Part 2: Allotment, oil and headrights
(Editor’s Note: What follows is a portion of the book, “Oil in the Osage,” originally published in 1996 by the Pawhuska Journal-Capital. Much of the book’s content was produced by writer Libby Meyer. As a tribute to that book and the rich story it told, the newspaper is serializing the content over a period of seven weeks. The first installment appeared in last week’s newspaper.)
When Oklahoma became a state in 1907, the Enabling Act, which had been passed the year before, stated that the Osage Indian Reservation was to be a separate county until the land was allotted or changed by the state legislature.
In 1906, legislation had provided for equal distribution of Osage wealth. As of January 1, 1906 and making provisions for children born prior to July 1, 1907, a roll of tribal members was established. The total number of original Osage allottees was 2,229. The rolls then were closed and the number remains unchanged to this day.
Each allottee was granted 160 acres of land, but what would eventually become of greater importance was the prohibition of the sale of oil, gas, coal and other minerals by an individual member of the Osage tribe. The stipulation was to last 25 years, but was later extended by an act of Congress.
The Osage were the first to retain oil and gas rights of reservation land. The entire tribe held mineral rights and were leased by the Nation’s council. Royalties were to be paid to the tribe as a whole, then distributed to individuals based on tribal role.
The payment set up was called headrights. By 1906, Osage “citizenship” had become attractive, due to oil, to Indians of other tribes, and to some whites as well. Under certain conditions, headrights may be sold. Non-Indians or Indians of other tribes may inherit shares or fractions of shares. It is the shares owned by non-Indians, which may be sold.
Oil Discovered in the Osage
The official date ascribed to the discovery of oil is October 23, 1897. The discoverers were Henry and Edwin B. Foster, not oilmen but bankers, who came from Westerly, Rhode Island, and who were engaged in building a railroad from Kansas City, Kansas to Coffeyville, Kansas.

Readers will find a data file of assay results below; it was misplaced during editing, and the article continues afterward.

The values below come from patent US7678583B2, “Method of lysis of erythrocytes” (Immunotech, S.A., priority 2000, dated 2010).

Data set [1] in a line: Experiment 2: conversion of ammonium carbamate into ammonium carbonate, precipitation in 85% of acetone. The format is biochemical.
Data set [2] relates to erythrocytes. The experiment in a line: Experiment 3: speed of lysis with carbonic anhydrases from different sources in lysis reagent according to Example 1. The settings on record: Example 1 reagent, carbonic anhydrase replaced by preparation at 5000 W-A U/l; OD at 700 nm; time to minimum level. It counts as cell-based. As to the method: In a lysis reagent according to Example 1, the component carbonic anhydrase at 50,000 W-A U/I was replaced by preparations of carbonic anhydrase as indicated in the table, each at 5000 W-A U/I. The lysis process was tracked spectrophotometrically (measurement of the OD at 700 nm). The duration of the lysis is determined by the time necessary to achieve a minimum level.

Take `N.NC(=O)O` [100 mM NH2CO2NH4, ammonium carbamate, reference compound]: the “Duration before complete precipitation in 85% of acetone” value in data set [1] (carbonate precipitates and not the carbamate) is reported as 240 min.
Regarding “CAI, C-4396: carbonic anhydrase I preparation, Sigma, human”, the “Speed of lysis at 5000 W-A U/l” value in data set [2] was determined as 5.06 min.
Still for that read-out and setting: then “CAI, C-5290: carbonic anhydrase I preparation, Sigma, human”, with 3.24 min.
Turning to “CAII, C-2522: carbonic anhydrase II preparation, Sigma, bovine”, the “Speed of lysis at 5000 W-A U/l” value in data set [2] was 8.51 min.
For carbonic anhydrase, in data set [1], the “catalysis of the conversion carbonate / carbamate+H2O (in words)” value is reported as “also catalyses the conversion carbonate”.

John N. Florer, a trader among the Osage, was the man responsible for involving the Fosters in the Osage oil. On one of his trips, an Indian friend related a story of seeing a rainbow, which seemed to float across a stream when the sun shined on it.
When Florer saw the rainbow, he knew it was oil. The Indian placed his blanket in the water and Florer squeezed the oil into a bottle to show evidence of the find. The area spotted was on Sand Creek near Okesa, in the eastern part of Osage County.
It took Florer four years to convince the Osage to lease their reservation land for oil and gas production. He met with Henry and Edwin B. Foster for the financial backing needed for the project.
Henry Foster had been interested in oil on the Osage Reservation since 1891 when federal restrictions were eased on leasing Indian lands. The Fosters were anxious to work with Florer, who wanted to secure the whole Osage Reservation.
In 1896, they took a blanket lease on the entire reservation, which was signed on behalf of the Osage by James Bigheart, the elected principal chief, and approved by Hoke Smith, then Secretary of Interior under President Cleveland.
With this action, a monopoly was acquired which eventually became the Indian Territory Illuminating Oil Company (also known as I.T.I.O.).
Foster’s first producing well in the Osage Nation was in NW SW Sec. 34-27N-12E, for initial production of 20 barrels daily from the Bartlesville sand.
It was not the first Oklahoma producer. This was the No. 1 Nellie Johnson, at what is now Bartlesville. It preceded Foster’s successful well by seven months, and was about two and a half miles southeast of the Foster well.
Under the first lease Foster had been granted exclusive rights to explore for oil and gas in the entire Osage Nation for a period of 10 years. He was to pay a royalty of a flat $50 a year for each gas well and ten percent for oil produced.
Next week: Foster’s Monopoly Broken, Independent Oilmen in the Osage, and The Million Dollar Elm.